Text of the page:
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Based on my experience, formal grammars typically express comma-delimited lists in a form similar to this:

foo_list -> foo ("," foo)*

What alternatives are there to avoid mentioning foo twice? Although this contrived example may seem innocent enough, I am encountering non-trivial expressions instead of foo. For example:

foo_list -> ( ( bar | baz | cat ) ) ( "," ( bar | baz | cat ) )*
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Why not create a non-terminal with the non-trivial expression: a -> bar | baz | cat? –  fbafelipe Feb 16 '11 at 14:45
    
@fbafelipe: I agree that a non-terminal would typically be a good solution. However, in my case, I was hoping to avoid inventing names for these new non-terminals (there are many of them and they sometimes appear within nested expressions). –  Adam Paynter Feb 16 '11 at 14:47

2 Answers 2

up vote 1 down vote accepted

I remember a (proprietary) parser generator that I once worked with, which would have this production written as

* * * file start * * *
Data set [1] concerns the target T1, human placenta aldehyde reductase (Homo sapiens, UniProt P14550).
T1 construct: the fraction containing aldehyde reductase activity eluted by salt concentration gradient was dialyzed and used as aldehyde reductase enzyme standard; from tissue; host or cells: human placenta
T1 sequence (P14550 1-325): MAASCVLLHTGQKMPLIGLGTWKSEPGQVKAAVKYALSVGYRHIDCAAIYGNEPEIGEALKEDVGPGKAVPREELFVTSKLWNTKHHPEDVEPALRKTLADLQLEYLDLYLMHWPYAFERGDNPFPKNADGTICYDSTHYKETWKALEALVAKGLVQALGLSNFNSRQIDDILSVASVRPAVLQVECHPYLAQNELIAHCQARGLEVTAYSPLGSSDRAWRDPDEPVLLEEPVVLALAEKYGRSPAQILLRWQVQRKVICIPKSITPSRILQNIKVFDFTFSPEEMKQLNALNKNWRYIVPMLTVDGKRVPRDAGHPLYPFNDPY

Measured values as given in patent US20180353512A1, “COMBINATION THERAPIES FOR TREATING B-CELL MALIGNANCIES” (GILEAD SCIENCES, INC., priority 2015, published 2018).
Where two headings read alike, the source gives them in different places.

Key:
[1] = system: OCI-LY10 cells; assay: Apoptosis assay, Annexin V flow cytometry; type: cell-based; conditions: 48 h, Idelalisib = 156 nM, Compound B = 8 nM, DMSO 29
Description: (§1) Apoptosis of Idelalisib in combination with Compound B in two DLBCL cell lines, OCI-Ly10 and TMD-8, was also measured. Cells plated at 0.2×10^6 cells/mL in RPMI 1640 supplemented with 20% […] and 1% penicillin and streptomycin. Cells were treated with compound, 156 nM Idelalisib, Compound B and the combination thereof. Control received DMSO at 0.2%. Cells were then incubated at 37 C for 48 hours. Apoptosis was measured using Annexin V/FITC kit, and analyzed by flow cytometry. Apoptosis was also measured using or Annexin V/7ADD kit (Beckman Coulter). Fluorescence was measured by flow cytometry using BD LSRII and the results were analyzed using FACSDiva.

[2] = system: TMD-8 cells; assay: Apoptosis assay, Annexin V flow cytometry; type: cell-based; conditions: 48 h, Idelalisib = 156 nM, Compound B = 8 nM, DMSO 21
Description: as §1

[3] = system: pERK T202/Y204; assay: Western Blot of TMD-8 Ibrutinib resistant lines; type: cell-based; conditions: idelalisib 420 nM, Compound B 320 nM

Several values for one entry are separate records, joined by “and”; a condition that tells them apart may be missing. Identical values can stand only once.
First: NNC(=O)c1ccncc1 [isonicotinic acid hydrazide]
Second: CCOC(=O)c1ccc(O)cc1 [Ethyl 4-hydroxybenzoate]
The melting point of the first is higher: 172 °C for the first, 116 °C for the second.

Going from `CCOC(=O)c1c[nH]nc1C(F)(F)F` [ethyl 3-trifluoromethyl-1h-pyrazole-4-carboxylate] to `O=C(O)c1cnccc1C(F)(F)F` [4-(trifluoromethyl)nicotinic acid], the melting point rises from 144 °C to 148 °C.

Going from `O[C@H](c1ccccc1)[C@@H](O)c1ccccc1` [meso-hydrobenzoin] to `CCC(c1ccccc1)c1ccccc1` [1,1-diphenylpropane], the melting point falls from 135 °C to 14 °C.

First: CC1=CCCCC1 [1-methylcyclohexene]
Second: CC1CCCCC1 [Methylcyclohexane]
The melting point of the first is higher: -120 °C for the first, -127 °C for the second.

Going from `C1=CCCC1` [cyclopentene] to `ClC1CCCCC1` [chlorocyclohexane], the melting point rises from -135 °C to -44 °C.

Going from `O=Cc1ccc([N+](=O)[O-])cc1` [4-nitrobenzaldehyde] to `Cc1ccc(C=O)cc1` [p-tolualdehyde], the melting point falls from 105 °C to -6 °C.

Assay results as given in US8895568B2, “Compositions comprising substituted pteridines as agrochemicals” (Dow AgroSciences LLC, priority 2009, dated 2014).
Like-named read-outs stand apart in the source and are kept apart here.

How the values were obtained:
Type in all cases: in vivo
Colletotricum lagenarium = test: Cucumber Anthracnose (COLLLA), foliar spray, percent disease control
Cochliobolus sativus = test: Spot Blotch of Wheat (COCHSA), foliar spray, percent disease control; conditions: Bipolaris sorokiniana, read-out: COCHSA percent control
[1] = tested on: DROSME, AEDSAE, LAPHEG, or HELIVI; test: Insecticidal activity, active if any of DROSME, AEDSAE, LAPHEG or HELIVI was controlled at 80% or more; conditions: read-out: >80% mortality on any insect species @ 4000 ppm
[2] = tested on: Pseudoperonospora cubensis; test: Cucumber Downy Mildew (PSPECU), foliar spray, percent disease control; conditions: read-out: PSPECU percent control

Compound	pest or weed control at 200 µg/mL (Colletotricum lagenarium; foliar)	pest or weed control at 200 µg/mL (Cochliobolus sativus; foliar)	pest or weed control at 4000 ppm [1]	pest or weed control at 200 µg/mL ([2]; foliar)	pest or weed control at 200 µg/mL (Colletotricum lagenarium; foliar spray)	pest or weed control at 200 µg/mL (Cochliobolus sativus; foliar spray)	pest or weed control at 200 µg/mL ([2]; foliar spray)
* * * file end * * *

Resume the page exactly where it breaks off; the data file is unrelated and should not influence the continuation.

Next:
foo_list ::= <* bar | baz | cat ; "," *>

Yes, exactly like that. The actual metacharacters above are disputable, but I deem the general approach acceptable.

When writing another parser generator, I considered something alike for a while, but dropped it in favor of keeping the model simple.

A syntax diagram of course can nicely represent it without the unwanted repetition:

foo_list

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During my experimentation, this syntax showed some potential:

foo_list -> ( bar | baz | cat ) ("," ...)*

The ... token refers to the preceding expression (in this case, ( bar | baz | cat )).

This is not a perfect solution, but I am putting it out there for discussion.

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